Summer of Baseball: Erie gives an intimate experience
This summer has been full of baseball, that’s for sure.
As of me writing this review, I’ve been to 50-plus games, and I’ve loved every inning of it. I don’t even want to think about how many miles I’ve been to watch these games. But it’s totally worth it.
With all the new stadiums I’ve been to, I’ve gotten behind on the reviews. On a hot summer day, finishing up the trip to Cleveland, we hit up Erie on the way home.
Jerry Uht Park is the home of the Double-A SeaWolves, an affiliate of the Detroit Tigers. In the past, I used to keep a lot of tabs on this team because of when I covered the short-season Single-A affiliate of the Tigers. In the past few years, it’s because they are in the Eastern League and I’ve attended many EL games.
Erie can now be crossed off.
This was an interesting park, that’s for sure. The park opened in 1995 is located in Erie. Originally home to a New-York Penn League (short-season A) team, the SeaWolves moved to Double A in 1999. According to the team’s website, more than 3.5 million fans have been to games since the team started in 1995.
This park is definitely right in the city. It’s tucked in nicely and we came on a Sunday afternoon game, so the attendance was sparse at best. We had called ahead and found out where there might be some shade and we ended up in the second level on the first-base line, which was named one of MiLB’s top 10 “seats” in 2008.
The park has some quirks, which makes it cool. Remember those second-level seats? Well the ones on the first-base side and third-base side are nothing alike. As I noted above, the stadium is built within a pre-existing city block, so it’s a little tight. The third-base side is more traditional with the seats leading up. Those first-base side ones, though, are stacked on top of the concourse and the back row of the lower seats. It’s a pretty cool place to watch a game from as you overlook the infield and don’t feel distant, despite being in the second level.
In left field, there’s an arena and it’s basically part of the wall for the baseball field.
Not many people were in attendance the day we were there, so we had the chance to sit back and watch. The sight lines are solid and you can walk around the field some and still see what is going on. There isn’t a full wrap-around concourse, but there’s plenty of space on the other concourses.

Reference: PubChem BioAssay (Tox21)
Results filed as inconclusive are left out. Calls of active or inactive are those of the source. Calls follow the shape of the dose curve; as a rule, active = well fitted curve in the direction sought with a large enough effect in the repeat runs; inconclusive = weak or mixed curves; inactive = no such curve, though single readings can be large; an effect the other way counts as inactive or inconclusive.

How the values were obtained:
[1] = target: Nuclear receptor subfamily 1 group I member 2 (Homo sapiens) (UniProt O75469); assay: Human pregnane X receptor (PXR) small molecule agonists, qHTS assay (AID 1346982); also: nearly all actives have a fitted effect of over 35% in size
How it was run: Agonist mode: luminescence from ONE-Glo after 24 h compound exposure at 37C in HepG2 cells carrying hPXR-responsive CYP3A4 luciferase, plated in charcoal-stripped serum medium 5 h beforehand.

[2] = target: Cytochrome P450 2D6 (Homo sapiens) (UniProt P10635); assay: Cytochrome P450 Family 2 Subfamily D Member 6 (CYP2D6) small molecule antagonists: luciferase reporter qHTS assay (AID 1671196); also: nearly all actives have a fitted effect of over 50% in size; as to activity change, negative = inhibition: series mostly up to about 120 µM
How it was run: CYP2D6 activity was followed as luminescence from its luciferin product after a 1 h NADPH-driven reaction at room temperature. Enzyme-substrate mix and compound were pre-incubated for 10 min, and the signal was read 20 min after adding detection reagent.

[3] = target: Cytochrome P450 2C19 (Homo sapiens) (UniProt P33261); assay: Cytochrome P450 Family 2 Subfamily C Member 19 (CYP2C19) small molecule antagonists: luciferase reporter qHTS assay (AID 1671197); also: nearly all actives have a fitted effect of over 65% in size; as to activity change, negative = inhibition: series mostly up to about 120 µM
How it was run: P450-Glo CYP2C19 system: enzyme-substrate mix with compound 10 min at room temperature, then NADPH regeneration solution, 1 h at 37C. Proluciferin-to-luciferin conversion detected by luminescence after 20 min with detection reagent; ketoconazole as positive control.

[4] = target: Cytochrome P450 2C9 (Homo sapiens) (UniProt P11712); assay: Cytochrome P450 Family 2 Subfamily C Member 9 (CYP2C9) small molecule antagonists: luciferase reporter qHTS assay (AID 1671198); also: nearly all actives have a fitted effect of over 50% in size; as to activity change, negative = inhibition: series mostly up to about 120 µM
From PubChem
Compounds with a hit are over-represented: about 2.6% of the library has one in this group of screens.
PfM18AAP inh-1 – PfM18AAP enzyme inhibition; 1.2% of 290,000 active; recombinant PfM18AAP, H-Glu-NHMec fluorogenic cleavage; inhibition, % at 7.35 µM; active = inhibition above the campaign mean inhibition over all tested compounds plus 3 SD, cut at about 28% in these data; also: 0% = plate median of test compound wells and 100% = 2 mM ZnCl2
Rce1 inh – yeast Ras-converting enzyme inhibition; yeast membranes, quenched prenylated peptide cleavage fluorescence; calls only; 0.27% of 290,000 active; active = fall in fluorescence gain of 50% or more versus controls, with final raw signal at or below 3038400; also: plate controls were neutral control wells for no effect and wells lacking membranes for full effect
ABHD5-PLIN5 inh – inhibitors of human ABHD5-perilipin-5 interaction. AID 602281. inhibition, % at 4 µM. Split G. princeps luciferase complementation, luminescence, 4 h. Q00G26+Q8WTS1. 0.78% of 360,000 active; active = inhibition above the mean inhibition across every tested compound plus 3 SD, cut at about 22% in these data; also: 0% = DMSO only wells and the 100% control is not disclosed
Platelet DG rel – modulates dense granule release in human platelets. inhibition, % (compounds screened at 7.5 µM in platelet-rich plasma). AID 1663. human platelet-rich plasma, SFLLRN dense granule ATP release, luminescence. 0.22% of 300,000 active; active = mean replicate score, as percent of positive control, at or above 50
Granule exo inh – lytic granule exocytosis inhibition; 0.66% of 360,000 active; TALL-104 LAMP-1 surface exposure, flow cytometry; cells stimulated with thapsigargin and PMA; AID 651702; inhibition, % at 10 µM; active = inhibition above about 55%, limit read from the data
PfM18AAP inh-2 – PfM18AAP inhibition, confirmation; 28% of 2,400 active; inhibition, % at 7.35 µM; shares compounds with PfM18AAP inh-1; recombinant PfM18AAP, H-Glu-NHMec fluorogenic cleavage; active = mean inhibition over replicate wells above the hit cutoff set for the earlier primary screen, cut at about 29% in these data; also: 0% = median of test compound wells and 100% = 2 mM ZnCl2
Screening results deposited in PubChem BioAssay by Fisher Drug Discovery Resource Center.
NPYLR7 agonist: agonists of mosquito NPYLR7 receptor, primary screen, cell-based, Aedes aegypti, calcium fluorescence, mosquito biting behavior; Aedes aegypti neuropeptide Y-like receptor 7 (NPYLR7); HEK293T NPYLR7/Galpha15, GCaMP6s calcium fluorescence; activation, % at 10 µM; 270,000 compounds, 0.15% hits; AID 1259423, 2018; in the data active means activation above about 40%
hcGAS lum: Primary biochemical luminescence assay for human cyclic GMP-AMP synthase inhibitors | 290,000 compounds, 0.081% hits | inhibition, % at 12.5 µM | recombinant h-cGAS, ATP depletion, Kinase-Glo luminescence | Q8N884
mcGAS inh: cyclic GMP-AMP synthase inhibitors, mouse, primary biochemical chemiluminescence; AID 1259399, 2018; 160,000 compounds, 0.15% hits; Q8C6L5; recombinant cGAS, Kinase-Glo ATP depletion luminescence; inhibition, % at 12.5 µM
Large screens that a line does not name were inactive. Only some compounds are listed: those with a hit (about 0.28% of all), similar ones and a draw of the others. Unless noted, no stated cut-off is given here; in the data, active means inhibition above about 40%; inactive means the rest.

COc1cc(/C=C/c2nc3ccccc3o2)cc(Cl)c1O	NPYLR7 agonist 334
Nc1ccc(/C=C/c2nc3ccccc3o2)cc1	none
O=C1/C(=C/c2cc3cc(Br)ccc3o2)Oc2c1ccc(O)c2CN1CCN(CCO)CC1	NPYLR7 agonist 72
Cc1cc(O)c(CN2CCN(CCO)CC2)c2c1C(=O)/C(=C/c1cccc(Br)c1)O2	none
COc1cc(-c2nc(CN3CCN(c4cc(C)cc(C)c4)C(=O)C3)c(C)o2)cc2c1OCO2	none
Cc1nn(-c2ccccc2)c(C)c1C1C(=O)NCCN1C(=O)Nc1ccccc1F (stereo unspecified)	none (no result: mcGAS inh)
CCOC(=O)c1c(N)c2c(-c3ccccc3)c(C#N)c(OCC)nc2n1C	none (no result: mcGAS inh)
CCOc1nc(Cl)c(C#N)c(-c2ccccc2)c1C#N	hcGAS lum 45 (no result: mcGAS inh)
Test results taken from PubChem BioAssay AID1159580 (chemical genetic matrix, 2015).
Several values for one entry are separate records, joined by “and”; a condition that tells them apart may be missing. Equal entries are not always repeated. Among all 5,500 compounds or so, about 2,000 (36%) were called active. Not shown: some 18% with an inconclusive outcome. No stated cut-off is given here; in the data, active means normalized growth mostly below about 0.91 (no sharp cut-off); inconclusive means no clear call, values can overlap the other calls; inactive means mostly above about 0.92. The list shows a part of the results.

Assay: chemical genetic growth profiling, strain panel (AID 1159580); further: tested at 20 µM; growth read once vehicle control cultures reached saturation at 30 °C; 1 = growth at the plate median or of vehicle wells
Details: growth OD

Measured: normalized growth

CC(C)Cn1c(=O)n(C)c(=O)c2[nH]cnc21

One thing, though, is when we were there, not all of the concession stands were open. It makes sense with the crowd they had, but we’re taking June. I can understand not having everything open if attendance is not doing well, but it seemed almost like a ghost town in parts of the stadium – including the stands. Still, people were friendly and helpful when needed.
The heat didn’t help that weekend, that’s for sure. And it was also Father’s Day, so that could put a damper on the attendance.
The team store is definitely more like a short-season A one as it’s barely something to walk into, and it has some rolled out areas and then the check out. Still, there were some good selections of items and it was easy to find the Passport stamp, which is good.
Free programs were also a positive and it seems like many teams are catching on to this idea, which is good. People don’t want to have to pay $2-$5 each game they go to for a program. Many teams sell the same program each game. In fact, one other Eastern League team sells the same program each game (no updates) and doesn’t insert stats/standings – you only get those if you are a season-ticket holder. Many teams who do the free programs make them smaller, and some even update them every home series or month, depending on the team.
The food selections seemed decent. We had already eaten that day, so I got the normal hot dog (above average) and souvenir cup soda. I didn’t try the MiLB food fight item because, honestly, I was way too full to try it. They had real ice cream that you could easily find (not just dippin’ dots), which is always good.
In the end, Jerry Uht Park was a positive experience and a stadium worth checking out. The ambiance wasn’t great, but there weren’t many people there. So I rate it a little lower in that category, but have a feeling it’s better when there are people in the stands. We parked across the street in a parking garage, but there didn’t seem to be an overabundance of parking. I wonder how this place would be on a night when they drew a good crowd. I imagine it could be tough.
It’s a good stadium worth checking out if you are close. Plus, Double-A ball is usually pretty solid to watch.
Jerry Uht Park
Home of the Erie SeaWolves (Double-A affiliate of the Detroit Tigers)
Visited on: June 19, 2016
Opponent: Bowie Baysox (Double-A affiliate of the Baltimore Orioles)
Ratings (out of 10)
- Stadium: 8/10
- Concessions: 7/10
- Parking: 8/10
- Ambiance: 7/10
- Friendliness: 8/10
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